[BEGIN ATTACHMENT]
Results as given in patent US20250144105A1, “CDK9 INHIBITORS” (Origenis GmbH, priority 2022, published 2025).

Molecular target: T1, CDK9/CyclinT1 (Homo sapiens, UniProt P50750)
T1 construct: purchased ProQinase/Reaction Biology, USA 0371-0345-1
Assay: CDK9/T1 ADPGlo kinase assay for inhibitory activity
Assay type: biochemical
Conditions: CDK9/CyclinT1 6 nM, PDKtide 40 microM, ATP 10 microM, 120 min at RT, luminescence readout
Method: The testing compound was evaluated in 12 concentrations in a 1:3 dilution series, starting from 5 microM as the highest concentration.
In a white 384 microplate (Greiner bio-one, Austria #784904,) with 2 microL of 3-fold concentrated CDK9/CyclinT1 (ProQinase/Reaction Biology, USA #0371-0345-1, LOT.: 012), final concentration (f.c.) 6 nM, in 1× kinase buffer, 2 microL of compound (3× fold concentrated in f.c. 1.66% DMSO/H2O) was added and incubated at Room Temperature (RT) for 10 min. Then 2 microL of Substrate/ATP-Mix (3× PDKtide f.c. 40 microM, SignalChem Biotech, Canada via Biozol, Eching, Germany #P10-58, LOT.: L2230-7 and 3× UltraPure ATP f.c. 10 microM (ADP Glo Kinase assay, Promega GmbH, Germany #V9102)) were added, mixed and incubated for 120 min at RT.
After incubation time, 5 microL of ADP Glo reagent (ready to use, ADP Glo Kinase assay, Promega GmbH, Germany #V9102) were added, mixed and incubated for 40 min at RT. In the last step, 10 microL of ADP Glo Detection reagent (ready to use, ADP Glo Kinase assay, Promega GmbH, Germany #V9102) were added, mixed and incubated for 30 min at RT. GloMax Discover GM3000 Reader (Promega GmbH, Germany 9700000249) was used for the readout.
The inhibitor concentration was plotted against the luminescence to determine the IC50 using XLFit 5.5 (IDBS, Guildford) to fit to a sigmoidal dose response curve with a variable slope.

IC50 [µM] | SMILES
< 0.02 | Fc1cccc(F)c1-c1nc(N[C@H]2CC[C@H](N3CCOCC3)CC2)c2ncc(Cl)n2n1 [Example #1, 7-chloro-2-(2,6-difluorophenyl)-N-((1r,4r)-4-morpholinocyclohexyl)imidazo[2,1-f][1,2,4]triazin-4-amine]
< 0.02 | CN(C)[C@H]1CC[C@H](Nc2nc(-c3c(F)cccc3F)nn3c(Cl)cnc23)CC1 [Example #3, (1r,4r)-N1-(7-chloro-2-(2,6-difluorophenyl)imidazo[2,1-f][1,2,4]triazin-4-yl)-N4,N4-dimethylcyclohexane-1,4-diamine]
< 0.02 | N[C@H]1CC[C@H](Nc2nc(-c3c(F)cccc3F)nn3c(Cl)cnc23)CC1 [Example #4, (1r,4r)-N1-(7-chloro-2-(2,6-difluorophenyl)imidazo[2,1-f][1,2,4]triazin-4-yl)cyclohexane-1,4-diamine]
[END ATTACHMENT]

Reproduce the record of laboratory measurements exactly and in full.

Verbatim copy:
Results as given in patent US20250144105A1, “CDK9 INHIBITORS” (Origenis GmbH, priority 2022, published 2025).

Molecular target: T1, CDK9/CyclinT1 (Homo sapiens, UniProt P50750)
T1 construct: purchased ProQinase/Reaction Biology, USA 0371-0345-1
Assay: CDK9/T1 ADPGlo kinase assay for inhibitory activity
Assay type: biochemical
Conditions: CDK9/CyclinT1 6 nM, PDKtide 40 microM, ATP 10 microM, 120 min at RT, luminescence readout
Method: The testing compound was evaluated in 12 concentrations in a 1:3 dilution series, starting from 5 microM as the highest concentration.
In a white 384 microplate (Greiner bio-one, Austria #784904,) with 2 microL of 3-fold concentrated CDK9/CyclinT1 (ProQinase/Reaction Biology, USA #0371-0345-1, LOT.: 012), final concentration (f.c.) 6 nM, in 1× kinase buffer, 2 microL of compound (3× fold concentrated in f.c. 1.66% DMSO/H2O) was added and incubated at Room Temperature (RT) for 10 min. Then 2 microL of Substrate/ATP-Mix (3× PDKtide f.c. 40 microM, SignalChem Biotech, Canada via Biozol, Eching, Germany #P10-58, LOT.: L2230-7 and 3× UltraPure ATP f.c. 10 microM (ADP Glo Kinase assay, Promega GmbH, Germany #V9102)) were added, mixed and incubated for 120 min at RT.
After incubation time, 5 microL of ADP Glo reagent (ready to use, ADP Glo Kinase assay, Promega GmbH, Germany #V9102) were added, mixed and incubated for 40 min at RT. In the last step, 10 microL of ADP Glo Detection reagent (ready to use, ADP Glo Kinase assay, Promega GmbH, Germany #V9102) were added, mixed and incubated for 30 min at RT. GloMax Discover GM3000 Reader (Promega GmbH, Germany 9700000249) was used for the readout.
The inhibitor concentration was plotted against the luminescence to determine the IC50 using XLFit 5.5 (IDBS, Guildford) to fit to a sigmoidal dose response curve with a variable slope.

IC50 [µM] | SMILES
< 0.02 | Fc1cccc(F)c1-c1nc(N[C@H]2CC[C@H](N3CCOCC3)CC2)c2ncc(Cl)n2n1 [Example #1, 7-chloro-2-(2,6-difluorophenyl)-N-((1r,4r)-4-morpholinocyclohexyl)imidazo[2,1-f][1,2,4]triazin-4-amine]
< 0.02 | CN(C)[C@H]1CC[C@H](Nc2nc(-c3c(F)cccc3F)nn3c(Cl)cnc23)CC1 [Example #3, (1r,4r)-N1-(7-chloro-2-(2,6-difluorophenyl)imidazo[2,1-f][1,2,4]triazin-4-yl)-N4,N4-dimethylcyclohexane-1,4-diamine]
< 0.02 | N[C@H]1CC[C@H](Nc2nc(-c3c(F)cccc3F)nn3c(Cl)cnc23)CC1 [Example #4, (1r,4r)-N1-(7-chloro-2-(2,6-difluorophenyl)imidazo[2,1-f][1,2,4]triazin-4-yl)cyclohexane-1,4-diamine]